It's going to be a tougher market, and Bhardwaj advises careful management of K-factor to help succeed in it. Track where your game installs come from, figure out what gets people to recommend your game, and strive to build the best game you can that naturally encourages people to share it with their friends.
"The other thing that's really important, besides big spenders, is commitment really matters"
Emily Greer, Kongregate
The next panelists talked about monetization strategies for emerging regions, and had some interesting data to present. According to NPD's Anita Frazier, one-third of gamers in the US have played free-to-play games. About 15 percent are aware of free-to-play games but have never played, and about 8 percent of the players have paid for items in free-to-play games. The first month is crucial to paying; if a player hasn't paid in that time, they are unlikely to spend money later on. Localizing your strategies for different countries is important; one example given was the $60 tank in World of Tanks. When the game was brought to China, local advisers suggested making the tank gold, and charging $100 for it; the result was that sales were even higher for that tank than in Russia. Generally, there seems to be strong growth in Eastern Europe and Latin America, and developers are looking for ways to take advantage of that. Working with local experts is crucial to success, the panelists advised, so find people who really understand local markets to help maximize your game's potential.
DFC Intelligence analyst David Cole moderated a panel on in-game advertising, wondering if the time is right for advertising to make serious inroads into providing revenue for developers. Many free-to-play games monetize just a few percent of their players; can ads help monetize the rest? While there has been some success with video ads, especially when players are given a choice to opt-in in order to gain access to a game or rewards, it's not a universal solution. For one thing, there's not a huge inventory of ads available; advertisers have yet to fully embrace the medium of games. Mobile games are even more problematic. Still, panelists felt that we're likely to see more ads in and around games, especially as companies like Zynga and King.com work to generate more revenue from the huge numbers of players. Greg Mills, VP of marketing for Goko, said I do think Zynga will soon start doing pre-roll ads for users who virally don't invite a lot of new people, Mills said. If you look at the number of impressions that would generate, it would be huge. It's going to start with the large companies that have a massive audience, then it will trickle down.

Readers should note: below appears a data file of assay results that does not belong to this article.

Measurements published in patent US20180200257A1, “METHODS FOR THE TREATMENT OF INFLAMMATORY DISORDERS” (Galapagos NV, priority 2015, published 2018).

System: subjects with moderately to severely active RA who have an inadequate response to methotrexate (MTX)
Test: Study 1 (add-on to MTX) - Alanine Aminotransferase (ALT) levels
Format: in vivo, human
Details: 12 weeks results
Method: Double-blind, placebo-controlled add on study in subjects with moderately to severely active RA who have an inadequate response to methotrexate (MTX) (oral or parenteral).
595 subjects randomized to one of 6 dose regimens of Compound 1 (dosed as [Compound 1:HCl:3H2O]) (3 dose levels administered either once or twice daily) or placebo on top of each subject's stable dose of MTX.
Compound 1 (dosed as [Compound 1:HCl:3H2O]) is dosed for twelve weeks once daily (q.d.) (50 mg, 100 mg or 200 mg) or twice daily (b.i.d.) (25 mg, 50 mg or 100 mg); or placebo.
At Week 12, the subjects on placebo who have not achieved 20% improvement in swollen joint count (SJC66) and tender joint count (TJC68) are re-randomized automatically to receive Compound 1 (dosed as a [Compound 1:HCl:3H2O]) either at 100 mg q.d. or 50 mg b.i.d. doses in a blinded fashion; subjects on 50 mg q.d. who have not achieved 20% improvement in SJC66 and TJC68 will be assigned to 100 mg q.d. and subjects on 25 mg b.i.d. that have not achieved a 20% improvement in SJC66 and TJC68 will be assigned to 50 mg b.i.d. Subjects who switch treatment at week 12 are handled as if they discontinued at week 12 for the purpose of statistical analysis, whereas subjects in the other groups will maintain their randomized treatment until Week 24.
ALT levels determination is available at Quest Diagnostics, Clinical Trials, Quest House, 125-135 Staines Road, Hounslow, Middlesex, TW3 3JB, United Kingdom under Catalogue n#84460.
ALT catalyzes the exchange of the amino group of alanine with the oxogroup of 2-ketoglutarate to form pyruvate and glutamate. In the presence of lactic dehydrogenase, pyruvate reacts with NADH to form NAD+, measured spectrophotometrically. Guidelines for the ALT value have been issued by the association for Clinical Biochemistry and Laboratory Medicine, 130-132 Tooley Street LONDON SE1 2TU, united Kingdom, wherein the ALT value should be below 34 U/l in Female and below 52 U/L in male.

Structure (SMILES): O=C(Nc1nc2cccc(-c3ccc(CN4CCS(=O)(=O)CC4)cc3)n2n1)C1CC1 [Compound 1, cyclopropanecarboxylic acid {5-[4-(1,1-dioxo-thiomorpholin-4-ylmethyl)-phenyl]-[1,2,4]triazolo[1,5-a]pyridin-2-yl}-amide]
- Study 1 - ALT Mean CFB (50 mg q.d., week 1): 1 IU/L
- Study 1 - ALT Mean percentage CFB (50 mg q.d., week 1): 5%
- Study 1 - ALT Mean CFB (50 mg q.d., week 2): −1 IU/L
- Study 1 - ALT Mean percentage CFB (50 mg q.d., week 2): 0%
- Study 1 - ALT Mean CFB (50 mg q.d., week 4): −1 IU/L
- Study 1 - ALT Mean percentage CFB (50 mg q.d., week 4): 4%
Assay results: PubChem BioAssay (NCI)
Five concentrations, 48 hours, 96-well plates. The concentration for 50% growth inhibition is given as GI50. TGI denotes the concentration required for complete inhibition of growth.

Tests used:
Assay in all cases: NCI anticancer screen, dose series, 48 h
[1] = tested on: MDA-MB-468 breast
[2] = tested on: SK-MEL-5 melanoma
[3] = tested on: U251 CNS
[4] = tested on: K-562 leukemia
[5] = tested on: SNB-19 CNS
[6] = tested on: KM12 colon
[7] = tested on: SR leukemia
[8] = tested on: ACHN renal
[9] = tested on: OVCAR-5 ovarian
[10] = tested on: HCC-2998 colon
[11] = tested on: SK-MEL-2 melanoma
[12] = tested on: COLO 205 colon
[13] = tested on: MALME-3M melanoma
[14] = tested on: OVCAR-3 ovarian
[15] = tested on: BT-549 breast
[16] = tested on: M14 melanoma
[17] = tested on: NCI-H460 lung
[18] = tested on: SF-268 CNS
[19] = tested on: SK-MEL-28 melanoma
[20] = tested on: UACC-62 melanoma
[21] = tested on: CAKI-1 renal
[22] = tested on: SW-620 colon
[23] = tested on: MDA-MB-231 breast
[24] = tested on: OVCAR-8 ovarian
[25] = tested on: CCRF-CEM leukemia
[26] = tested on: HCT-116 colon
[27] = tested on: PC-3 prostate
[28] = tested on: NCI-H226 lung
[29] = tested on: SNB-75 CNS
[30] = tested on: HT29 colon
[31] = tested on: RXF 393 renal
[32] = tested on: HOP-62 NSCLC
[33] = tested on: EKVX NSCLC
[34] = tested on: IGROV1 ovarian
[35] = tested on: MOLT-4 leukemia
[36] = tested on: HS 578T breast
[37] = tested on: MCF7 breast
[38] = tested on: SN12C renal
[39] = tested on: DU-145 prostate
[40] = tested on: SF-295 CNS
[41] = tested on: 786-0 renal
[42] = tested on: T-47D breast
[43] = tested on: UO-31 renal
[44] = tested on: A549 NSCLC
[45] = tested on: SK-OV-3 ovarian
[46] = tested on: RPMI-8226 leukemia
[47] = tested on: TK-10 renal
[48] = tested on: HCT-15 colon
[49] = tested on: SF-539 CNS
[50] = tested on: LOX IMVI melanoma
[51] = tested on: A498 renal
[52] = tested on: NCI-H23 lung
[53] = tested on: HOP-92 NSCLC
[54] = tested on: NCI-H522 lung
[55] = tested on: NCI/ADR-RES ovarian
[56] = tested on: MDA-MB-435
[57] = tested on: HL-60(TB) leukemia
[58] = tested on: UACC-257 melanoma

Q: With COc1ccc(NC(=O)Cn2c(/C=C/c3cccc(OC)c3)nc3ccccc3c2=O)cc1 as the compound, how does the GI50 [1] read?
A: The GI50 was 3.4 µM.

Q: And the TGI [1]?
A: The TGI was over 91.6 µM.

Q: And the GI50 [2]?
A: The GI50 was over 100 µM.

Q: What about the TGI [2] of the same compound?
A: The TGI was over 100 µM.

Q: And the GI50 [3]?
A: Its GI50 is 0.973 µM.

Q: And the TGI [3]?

Finally, Emily Greer, COO and co-founder of Kongregate, provided a look at some of Kongregate's top games. Greer noted that while many developers think of consumables as being the best type of virtual item, consumables only account for some 10-30 percent of sales. The best items from a developer's standpoint - that is, the ones that generate the most revenue - offer some permanent capability, Greer said.
Kongregate's data shows the importance of the steady player. The other thing that's really important, besides big spenders, is commitment really matters, Greer said. We divide our player base on a game into four categories: Non-repeats, players who come into a game once and bail; repeats who play a game between 2 and 9 times; regulars who play between 10 and 49 times, and the committed players who play 50 or more times. For the top ten games, the 7 percent who are committed are 87 percent of the revenue.
Sales may spike revenue, but Greer cautions that it's just moving the revenue forward, not actually increasing it. When games have problems, they are either not getting players deep enough into the game or they don't maximize what they can get from players, said Greer. It's important to get players committed to a game, and when you do, to make sure there are good reasons for them to continue to spend money later in the game.
Most whales spend less than $1,000 or $2,000 in a game, but there are some who have spent in the tens of thousands, according to Greer. The average buyer on Kongregate has spent on about 3 games, but the whales are a little higher at about 4.5, but their spending tends to be extremely concentrated on one favorite game. Most of the big spenders have about 90 percent of their spend on one individual game.